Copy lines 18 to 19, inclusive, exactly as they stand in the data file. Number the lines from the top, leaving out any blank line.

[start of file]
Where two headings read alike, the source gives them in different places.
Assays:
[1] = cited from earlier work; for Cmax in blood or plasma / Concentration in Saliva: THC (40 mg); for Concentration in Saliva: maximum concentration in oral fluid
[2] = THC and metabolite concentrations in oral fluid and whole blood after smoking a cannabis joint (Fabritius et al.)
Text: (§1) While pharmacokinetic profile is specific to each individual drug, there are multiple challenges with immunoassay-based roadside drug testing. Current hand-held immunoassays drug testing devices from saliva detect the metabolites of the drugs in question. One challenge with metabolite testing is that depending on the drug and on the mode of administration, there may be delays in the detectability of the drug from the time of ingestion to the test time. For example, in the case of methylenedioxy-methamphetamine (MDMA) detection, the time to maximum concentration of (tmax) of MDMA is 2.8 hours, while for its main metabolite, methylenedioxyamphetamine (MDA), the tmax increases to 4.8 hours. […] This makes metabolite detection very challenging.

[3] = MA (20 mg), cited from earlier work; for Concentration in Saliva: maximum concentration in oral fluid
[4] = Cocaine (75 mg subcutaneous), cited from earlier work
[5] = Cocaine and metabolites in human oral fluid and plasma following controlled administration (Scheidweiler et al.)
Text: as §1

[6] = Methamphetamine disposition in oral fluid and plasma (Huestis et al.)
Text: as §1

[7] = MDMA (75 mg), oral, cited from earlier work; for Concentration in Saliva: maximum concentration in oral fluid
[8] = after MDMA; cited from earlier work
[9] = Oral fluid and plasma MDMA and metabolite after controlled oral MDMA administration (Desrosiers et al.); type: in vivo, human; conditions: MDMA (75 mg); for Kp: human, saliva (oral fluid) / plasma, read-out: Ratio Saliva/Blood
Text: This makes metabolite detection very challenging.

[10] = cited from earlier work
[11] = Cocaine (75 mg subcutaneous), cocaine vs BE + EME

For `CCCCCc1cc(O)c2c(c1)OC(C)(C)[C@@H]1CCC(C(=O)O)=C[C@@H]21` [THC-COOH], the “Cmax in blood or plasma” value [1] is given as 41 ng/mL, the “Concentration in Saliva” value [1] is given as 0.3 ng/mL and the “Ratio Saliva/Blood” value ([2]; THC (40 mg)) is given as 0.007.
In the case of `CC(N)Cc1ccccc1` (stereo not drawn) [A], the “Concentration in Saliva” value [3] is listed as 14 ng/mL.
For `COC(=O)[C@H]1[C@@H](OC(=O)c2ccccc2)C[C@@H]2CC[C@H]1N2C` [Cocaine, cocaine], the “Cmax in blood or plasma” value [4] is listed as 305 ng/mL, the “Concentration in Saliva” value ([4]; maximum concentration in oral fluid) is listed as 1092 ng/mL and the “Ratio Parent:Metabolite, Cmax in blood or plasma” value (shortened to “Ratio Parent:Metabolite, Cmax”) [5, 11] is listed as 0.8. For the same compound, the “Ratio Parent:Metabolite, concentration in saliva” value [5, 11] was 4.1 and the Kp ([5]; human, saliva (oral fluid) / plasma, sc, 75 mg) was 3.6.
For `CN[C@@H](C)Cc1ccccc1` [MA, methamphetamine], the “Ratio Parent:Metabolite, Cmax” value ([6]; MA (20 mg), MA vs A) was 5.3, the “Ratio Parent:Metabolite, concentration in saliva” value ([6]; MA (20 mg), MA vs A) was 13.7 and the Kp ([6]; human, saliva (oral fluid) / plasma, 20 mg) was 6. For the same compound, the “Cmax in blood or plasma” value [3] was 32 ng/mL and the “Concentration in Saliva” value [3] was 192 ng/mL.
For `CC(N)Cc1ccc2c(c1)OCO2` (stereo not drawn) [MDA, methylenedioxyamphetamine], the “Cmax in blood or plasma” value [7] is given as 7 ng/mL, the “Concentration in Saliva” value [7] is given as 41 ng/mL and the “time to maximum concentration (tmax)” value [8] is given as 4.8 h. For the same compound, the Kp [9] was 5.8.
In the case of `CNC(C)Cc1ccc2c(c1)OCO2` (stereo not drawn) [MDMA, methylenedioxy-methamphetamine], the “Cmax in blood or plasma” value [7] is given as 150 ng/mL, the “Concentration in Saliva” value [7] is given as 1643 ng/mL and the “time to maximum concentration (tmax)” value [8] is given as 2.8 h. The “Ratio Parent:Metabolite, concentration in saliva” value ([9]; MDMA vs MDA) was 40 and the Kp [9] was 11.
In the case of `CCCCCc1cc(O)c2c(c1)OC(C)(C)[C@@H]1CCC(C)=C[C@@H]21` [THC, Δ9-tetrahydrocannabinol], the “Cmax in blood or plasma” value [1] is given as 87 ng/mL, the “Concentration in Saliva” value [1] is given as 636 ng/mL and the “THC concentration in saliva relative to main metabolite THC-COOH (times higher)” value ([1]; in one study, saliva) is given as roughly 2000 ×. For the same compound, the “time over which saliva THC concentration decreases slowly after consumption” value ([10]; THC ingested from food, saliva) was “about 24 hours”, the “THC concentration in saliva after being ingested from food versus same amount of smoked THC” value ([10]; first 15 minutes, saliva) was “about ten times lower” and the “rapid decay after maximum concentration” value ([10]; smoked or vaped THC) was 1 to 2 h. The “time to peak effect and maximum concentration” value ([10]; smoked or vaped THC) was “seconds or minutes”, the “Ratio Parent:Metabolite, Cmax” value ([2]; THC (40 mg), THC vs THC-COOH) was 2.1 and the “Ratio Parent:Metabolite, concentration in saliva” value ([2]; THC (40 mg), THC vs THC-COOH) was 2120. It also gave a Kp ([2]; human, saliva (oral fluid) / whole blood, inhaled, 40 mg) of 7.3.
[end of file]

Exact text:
For `CCCCCc1cc(O)c2c(c1)OC(C)(C)[C@@H]1CCC(C(=O)O)=C[C@@H]21` [THC-COOH], the “Cmax in blood or plasma” value [1] is given as 41 ng/mL, the “Concentration in Saliva” value [1] is given as 0.3 ng/mL and the “Ratio Saliva/Blood” value ([2]; THC (40 mg)) is given as 0.007.
In the case of `CC(N)Cc1ccccc1` (stereo not drawn) [A], the “Concentration in Saliva” value [3] is listed as 14 ng/mL.